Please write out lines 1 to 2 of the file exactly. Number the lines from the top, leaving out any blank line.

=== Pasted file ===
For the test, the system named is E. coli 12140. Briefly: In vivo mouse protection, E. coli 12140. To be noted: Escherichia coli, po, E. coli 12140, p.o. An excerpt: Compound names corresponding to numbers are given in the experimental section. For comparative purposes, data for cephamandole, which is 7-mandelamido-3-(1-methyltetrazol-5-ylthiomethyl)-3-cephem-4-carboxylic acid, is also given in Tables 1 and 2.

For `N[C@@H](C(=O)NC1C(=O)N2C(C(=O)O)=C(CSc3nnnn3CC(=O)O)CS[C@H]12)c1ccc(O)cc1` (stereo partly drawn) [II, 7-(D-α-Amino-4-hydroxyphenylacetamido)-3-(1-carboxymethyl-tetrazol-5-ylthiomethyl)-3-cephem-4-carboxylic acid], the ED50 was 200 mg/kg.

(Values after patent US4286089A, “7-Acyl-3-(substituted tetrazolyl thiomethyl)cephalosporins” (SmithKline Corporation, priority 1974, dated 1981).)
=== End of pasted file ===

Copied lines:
For the test, the system named is E. coli 12140. Briefly: In vivo mouse protection, E. coli 12140. To be noted: Escherichia coli, po, E. coli 12140, p.o. An excerpt: Compound names corresponding to numbers are given in the experimental section. For comparative purposes, data for cephamandole, which is 7-mandelamido-3-(1-methyltetrazol-5-ylthiomethyl)-3-cephem-4-carboxylic acid, is also given in Tables 1 and 2.

For `N[C@@H](C(=O)NC1C(=O)N2C(C(=O)O)=C(CSc3nnnn3CC(=O)O)CS[C@H]12)c1ccc(O)cc1` (stereo partly drawn) [II, 7-(D-α-Amino-4-hydroxyphenylacetamido)-3-(1-carboxymethyl-tetrazol-5-ylthiomethyl)-3-cephem-4-carboxylic acid], the ED50 was 200 mg/kg.